A few minutes before the end of New York City FC's Eastern Conference semifinal second leg against Columbus Crew SC, with the team needing a goal to complete an unprecedented comeback, coach Patrick Vieira subbed on Andrea Pirlo.
Time was, a tiring team like Columbus might have reacted with panic at that development; a close-fought series was coming down to the wire and now its opponent was sending in a World Cup winner with a sublime touch on the ball, to probably tilt the game decisively.
But this was not that Pirlo. This was a peripheral player being sent on for what would be his last few minutes as a professional, in the hope rather than expectation that he could supply a telling pass to win the game.
To put into perspective the disconnect between reputation and effectiveness, as decisive substitutions went, Gregg Berhalter's introduction of Lalas Abubakar as a third defender for Crew SC had a much more impactful effect than Pirlo's cameo. And the likelihood of another Crew SC substitute, Kekuta Manneh, stripping the Italian veteran before streaking away for an away goal to end the contest looked much more on the cards than NYCFC's not-so-secret weapon finding his range.
But can't we just remember Pirlo as the player he was, rather than dwelling on the leggy anomaly he became in NYCFC's retooled 2017 midfield? In time we will. Pirlo's deftness on the ball at its peak, and his vision and economy of touch, will be what determines his legacy -- along with his trophies, of course. His MLS period will be a tiny footnote on a great career.
The trouble is, the paradigm of Pirlo -- or for that matter, Kaka, who left Orlando City SC at the end of this season and whose career may be at its end -- persists in MLS, even when these types of players retire. Both those players leave 2015 expansion teams who will spend this offseason reflecting a little more ruefully than before that "you never get a second chance to make a first impression," but will other teams learn the lesson?
Both Orlando and NYCFC started their existence playing without a permanent home. Orlando has since acquired a great downtown stadium to house whatever incarnation of the team comes next, while NYCFC continues to couch-surf at Yankee Stadium, MLB playoffs permitting. Both teams determined that the best way to make an initial splash in their respective markets was to attract marquee names, perhaps hoping to make up for the fact that neither owned their marquee.
For Orlando, that meant targeting Florida's substantial Brazilian population, as well as those just curious about seeing a former World Footballer of the Year. For City Football Group, it meant trying to bludgeon its way into a cramped New York sports market, with a clutch of brand names: David Villa, Frank Lampard and Pirlo.
We know how that turned out: in its first season, NYCFC endured rather than enjoyed the effects of signing big-name talent. Villa, younger than the other two and with more of his lasting legacy at stake, was the sole success and is woven into the foundational mythology of the team. Lampard had his effective moments when he eventually got here, but he was never here long enough to matter, and Pirlo never racked up enough dead-ball highlight-reel moments to make up for what the team lost in mobility with him on the field.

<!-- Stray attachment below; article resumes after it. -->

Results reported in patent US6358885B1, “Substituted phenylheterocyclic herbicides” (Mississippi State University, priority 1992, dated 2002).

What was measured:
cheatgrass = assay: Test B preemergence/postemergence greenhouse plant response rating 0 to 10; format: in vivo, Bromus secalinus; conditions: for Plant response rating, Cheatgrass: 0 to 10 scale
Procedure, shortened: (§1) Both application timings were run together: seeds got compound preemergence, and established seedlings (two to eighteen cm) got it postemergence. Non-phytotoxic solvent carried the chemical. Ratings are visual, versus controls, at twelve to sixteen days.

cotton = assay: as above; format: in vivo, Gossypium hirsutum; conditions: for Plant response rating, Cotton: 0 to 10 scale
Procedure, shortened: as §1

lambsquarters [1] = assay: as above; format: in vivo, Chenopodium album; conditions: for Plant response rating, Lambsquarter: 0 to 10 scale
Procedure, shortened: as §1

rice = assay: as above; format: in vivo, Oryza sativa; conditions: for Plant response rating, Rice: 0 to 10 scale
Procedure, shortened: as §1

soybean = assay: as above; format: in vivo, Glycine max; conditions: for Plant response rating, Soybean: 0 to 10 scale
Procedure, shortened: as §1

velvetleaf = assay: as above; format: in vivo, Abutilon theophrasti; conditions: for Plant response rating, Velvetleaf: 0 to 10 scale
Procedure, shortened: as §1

The Orlando and NYCFC front offices might argue that this is beside the point when considering all the factors that go into marketing an expansion team from a standing start -- and yes, Orlando already existed as a successful USL side, but there's still a leap in the demands and imagination needed to make a successful MLS team. NYCFC would say that it couldn't, for example, take the route its neighbors did, not only for not having a long-running academy like the Red Bulls but in needing the oxygen of attention in the most competitive media market in the world. Orlando had to make an instant splash in an often-moribund Florida sporting market.
But, Atlanta. Unless you count Kenwyne Jones as a marquee name, Atlanta United had perhaps the most successful launch in MLS history by putting its name-brand faith in its coach rather than putting a big name on the field and asking the moving parts around that name to compensate for qualities it no longer reliably possessed. In fact, for what it's worth, Jones has been a peripheral figure under the speed-first philosophy of Tata Martino, while the younger profile of designated players at Atlanta has shown a viable alternative for the mechanism that, already, a few short years on, has made the approach of NYCFC and Orlando look tired.
Big names will continue to come to MLS to see out their careers; a tier or two down, big-name U.S. players may continue to benefit from a market skewed in their favor (though their failure to qualify for the 2018 World Cup probably represents a moment where that market massively corrects); shirt sales will still be monitored as a metric of success. But if soccer in the U.S. wants to use the fallout from World Cup failure to critically examine itself, one factor for its club owners to consider is the exact nature of the value they are adding when they tell their stories by borrowing from legends made elsewhere.